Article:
Such a vision is, by its very nature, complex and hard to measure. The great danger in the context of how this consultation is progressing, is that it will simply be lost; labelled as “too intangible” in a framework which is desperately seeking a “data revolution” as a way to meaningfully measure progress.
While there is still time, it sadly looks as though the post-2015 consultation will repeat many of the failures of 14 years ago. A process which places the people it purports to represent at a safe and manageable distance, is unlikely to deliver on either its well-founded aims or worthy objectives, therefore rendering it incapable of taking account of what living a good life actually means for most of us.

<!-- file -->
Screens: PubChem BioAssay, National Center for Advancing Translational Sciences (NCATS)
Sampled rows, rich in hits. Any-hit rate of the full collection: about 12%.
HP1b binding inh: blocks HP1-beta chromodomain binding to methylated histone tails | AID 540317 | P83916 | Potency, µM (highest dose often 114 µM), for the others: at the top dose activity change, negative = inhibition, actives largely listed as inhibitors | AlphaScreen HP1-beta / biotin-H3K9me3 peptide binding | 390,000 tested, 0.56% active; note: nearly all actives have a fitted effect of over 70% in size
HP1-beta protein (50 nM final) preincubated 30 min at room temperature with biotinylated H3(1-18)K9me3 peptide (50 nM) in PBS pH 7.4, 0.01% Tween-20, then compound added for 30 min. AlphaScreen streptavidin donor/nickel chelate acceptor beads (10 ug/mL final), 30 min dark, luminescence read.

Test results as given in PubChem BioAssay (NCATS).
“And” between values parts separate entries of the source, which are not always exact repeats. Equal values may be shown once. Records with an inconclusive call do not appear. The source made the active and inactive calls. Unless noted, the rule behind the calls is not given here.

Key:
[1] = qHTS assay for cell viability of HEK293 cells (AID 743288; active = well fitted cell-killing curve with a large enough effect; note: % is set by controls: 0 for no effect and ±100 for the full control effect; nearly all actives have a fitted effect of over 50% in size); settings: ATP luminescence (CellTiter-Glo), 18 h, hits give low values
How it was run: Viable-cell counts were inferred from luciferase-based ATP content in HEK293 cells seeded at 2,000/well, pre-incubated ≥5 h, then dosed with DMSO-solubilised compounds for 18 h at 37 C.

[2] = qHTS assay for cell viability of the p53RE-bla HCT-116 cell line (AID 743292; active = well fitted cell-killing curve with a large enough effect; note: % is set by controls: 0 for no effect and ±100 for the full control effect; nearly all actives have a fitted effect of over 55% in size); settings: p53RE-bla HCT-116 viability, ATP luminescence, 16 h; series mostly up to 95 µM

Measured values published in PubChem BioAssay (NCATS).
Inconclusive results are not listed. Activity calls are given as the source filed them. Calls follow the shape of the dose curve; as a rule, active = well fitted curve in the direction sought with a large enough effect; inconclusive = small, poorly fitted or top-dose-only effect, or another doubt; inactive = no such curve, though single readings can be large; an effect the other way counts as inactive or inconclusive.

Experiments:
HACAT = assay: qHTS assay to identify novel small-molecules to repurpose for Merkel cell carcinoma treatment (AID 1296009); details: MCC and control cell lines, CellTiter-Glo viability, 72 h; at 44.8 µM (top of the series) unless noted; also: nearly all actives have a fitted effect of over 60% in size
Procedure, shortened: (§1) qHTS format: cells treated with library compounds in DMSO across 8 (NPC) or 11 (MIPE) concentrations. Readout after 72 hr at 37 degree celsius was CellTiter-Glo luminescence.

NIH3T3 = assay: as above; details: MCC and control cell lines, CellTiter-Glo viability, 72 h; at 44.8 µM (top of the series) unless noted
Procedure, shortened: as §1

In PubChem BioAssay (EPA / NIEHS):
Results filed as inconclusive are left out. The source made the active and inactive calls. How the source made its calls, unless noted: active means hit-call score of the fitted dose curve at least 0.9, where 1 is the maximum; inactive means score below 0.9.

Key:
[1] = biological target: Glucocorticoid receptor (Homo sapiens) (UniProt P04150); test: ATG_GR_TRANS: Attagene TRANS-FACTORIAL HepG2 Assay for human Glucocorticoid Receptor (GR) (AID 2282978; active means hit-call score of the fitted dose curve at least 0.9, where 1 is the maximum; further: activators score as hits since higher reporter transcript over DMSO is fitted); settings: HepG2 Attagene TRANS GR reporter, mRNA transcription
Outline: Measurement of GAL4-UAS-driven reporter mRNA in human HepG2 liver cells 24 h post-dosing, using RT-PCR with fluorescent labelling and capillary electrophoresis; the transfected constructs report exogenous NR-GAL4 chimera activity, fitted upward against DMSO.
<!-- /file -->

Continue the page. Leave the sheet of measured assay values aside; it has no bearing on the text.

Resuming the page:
Dr Clive Gabay is a Senior Lecturer in politics at QMUL's School of Politics and International Relations. In 2014, he published a co-edited book called called Critical Perspectives on African Politics: Liberal Interventions, State Building and Civil Society. He is also writing a book for Lexington due in 2015 on development and democracy in post-Cold War Malawi.
- This article is published to coincide a conference entitled: After 2015: Development and its Alternatives, which takes takes place this week. The conference is funded by the British Academy.
- A version of this article was published in The Conversation on 11 September 2014